The opposite of Nostradamus

BossFeed Briefing for April 10, 2017. Last Tuesday was Equal Pay Day, which marks how far into the year it takes for the median woman worker to earn what the median male worker earned in the previous year. Last Friday the U.S. Senate voted to confirm the nomination of Neil Gorsuch to the Supreme Court. May Day is exactly three weeks from today.

Three things to know this week:

A year after filing a discrimination complaint, the US Women’s Soccer team won a new contract which improves pay and offers travel benefits equal to what the men’s team receives. And the US Women’s Hockey team won the world championship just weeks after a boycott forced that sport’s governing body to concede to their demands as well.

Giant magazine publisher Condé Nast is offering freelancers the option to get paid more quickly… if they accept a “discount” on their paycheck. The company calls this “accelerated payment option” an “enhancement.”

The City of Malibu removed a sign which declared it a Sanctuary City and added “Cheap gardeners and nannies make Malibu great.” The City Council of the wealthy California jurisdiction had in fact voted 3-2 to pass a sanctuary city ordinance, but the City Manager called the official-looking road sign “an unfortunate prank.”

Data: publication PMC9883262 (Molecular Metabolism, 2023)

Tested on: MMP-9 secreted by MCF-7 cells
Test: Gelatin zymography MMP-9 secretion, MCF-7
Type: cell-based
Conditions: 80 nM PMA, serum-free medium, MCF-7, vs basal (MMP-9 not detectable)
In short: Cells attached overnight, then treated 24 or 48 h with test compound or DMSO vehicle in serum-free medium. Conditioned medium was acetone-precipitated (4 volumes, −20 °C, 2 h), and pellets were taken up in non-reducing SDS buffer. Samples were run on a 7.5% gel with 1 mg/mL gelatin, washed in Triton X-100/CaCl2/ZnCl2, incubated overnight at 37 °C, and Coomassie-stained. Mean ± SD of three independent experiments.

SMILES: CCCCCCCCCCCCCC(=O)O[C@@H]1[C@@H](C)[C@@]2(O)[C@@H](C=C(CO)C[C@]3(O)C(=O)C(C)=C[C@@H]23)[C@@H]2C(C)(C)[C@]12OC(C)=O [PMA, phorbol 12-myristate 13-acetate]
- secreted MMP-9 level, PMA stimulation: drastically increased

Two things to ask:

 What’s the opposite of Nostradamus? Soon after SeaTac voters passed a $15 living wage in 2013, the Seattle Times editorialized that we should “forget about anyone building another hotel in the city of SeaTac.” Last week the Puget Sound Business Journal wrote “SeaTac’s $15 minimum wage isn’t slowing down real estate projects”. 

Do you already think your boss micromanages you? A few companies are experimenting with implanting employees with small chips, similar to those routinely used to identify pets. The chips can track workers daily movements, and are described as a convenient way to replace key fobs and other such devices.


And one thing that’s worth a closer look:

In a clarifying survey of research about the causes of the gender wage gap, Bridget Ansel of the Washington Center for Equitable Growth shows both that 1) male-dominated occupations are paid better than female-dominated occupations, even when they demand the same recognized skill or education level, and 2) as more women enter a field of work, pay in that field declines. The research is rich, compelling, and absolutely worth a closer look.


Read this far?

 Consider yourself briefed, boss.

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